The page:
Osmia Lignaria


Osmia Lignaria is the Latin genus and species of an insect commonly known as the Mason Bee or the Blue Orchard Bee, or just BOB for short. (Hymenoptera: Megachilidae) The BOB is becoming the preferred method of orchard pollination in North America, pushing out the European Honey Bee (Apis Mellifera).

Why?

Well one, BOBs are native to North America. Two, they aren't arficanizable (Africa, bad). Three, they don't produce honey (which, if you ask me, is one less thing to worry about). Four, they don't sting, or more to the point, they sting very rarely. And five, and probably most important to farmers, they are fantastic pollinators, sometimes doubling crop yield, and even yielding crops during seasons that were written off for a loss by Apis Mellifera-using farms.

Why am I talking about this?

I, in coordination with a bee-loving buddy of mine, am going to cultivate BOBs, grow them from larvae, and use them to pollinate my fruit and nut trees.

OOOOOh-Kay, Why?

Because I can. And there're sooo cute, too! They only pollinate in the early spring, then they go dormant. So they're quite easy to care for. Their life-cycle is fascinating. If I ever get you cornered, I'll talk your ear off on all things BOB until you finally gnaw your leg off and run away :-)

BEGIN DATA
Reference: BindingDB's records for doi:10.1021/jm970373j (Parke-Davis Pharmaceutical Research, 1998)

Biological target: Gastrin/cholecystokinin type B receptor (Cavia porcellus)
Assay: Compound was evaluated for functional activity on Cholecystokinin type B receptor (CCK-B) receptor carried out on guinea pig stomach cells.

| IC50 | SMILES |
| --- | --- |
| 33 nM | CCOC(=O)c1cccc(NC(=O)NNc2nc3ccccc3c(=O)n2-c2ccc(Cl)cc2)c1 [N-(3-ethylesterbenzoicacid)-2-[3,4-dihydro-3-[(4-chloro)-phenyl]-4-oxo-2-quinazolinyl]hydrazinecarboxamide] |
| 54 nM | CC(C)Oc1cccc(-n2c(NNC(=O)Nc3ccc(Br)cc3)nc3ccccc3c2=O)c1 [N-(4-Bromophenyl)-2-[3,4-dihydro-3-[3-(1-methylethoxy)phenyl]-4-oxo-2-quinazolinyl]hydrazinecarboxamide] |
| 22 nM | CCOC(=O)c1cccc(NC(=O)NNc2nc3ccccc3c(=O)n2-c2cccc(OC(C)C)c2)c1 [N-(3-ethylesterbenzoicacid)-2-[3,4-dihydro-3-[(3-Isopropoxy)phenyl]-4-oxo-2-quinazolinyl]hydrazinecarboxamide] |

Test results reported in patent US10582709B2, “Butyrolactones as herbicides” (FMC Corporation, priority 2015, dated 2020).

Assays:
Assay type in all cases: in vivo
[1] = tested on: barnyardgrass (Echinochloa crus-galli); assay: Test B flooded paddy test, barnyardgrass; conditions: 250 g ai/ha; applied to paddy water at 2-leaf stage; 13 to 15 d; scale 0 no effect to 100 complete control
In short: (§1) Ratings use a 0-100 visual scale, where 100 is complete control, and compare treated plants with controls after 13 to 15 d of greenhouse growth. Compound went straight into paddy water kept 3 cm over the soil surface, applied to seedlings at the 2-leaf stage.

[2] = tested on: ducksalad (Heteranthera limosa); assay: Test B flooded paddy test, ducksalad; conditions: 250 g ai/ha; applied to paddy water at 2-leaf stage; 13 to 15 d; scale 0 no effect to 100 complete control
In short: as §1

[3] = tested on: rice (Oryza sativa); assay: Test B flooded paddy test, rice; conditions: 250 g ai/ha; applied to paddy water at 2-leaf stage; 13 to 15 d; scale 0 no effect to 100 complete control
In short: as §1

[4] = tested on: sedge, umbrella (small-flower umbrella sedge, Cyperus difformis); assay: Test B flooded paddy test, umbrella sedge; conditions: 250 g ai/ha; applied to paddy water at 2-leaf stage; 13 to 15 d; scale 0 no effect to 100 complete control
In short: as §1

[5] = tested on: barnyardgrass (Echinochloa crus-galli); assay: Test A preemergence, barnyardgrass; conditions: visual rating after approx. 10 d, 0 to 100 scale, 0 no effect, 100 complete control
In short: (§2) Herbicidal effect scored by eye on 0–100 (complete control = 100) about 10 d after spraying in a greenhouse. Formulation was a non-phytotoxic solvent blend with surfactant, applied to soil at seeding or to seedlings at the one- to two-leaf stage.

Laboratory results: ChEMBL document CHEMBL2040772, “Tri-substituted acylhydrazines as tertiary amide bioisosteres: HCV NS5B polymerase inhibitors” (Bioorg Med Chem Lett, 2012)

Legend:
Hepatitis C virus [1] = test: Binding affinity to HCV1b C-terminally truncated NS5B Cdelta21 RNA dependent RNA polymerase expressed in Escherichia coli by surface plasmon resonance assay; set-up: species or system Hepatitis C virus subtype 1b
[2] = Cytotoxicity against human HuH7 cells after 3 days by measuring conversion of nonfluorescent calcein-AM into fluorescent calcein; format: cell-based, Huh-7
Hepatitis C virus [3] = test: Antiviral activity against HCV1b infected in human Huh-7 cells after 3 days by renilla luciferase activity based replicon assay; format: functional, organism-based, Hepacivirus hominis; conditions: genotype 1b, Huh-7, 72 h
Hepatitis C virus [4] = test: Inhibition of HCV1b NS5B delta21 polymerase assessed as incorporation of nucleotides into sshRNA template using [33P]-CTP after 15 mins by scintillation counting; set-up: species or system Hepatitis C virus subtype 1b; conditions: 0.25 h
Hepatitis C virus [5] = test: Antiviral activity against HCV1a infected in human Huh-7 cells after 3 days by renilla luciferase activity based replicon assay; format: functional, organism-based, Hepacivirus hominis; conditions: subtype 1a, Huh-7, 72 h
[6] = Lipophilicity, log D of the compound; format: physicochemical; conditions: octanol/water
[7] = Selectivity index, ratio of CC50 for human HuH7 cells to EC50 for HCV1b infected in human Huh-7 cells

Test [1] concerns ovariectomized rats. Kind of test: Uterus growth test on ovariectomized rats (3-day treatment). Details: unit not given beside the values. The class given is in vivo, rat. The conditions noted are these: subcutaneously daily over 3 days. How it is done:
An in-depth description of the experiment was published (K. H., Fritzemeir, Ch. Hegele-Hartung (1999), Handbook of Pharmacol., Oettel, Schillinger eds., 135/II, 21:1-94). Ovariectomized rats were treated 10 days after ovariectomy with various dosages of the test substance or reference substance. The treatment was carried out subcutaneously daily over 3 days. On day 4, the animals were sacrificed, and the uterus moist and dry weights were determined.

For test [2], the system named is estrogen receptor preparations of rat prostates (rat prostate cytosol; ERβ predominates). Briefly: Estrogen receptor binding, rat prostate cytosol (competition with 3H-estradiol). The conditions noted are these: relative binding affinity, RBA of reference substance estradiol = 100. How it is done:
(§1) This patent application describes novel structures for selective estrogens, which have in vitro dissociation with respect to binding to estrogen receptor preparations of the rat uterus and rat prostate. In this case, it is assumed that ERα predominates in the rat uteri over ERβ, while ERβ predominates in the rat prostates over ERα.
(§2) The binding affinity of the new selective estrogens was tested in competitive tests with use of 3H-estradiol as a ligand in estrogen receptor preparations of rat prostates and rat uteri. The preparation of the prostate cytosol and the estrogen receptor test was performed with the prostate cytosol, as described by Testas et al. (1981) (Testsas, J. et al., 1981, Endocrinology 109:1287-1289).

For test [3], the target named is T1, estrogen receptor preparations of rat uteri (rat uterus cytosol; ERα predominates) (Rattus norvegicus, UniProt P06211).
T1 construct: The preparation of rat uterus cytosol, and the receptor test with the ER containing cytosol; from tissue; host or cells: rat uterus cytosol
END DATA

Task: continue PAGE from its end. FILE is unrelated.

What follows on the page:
3 Comments:

At 1/18/05, 10:11 PM, Blogger Christine said...

finally, you are getting a pet.

 
At 1/19/05, 2:43 PM, Anonymous Anonymous said...

Do they come when you call?

Carol

 
At 1/20/05, 10:58 AM, Blogger Crinis said...

There isn't much you can do to get them to come. They won't do anything if you call. But, if you put a nice nest out for them, they'll use that and stay close to home. You can also watch them work. They don't sting (very often) and they aren't bothered by large mammals in close proximity to their nest (in their nest is another matter, however).

 

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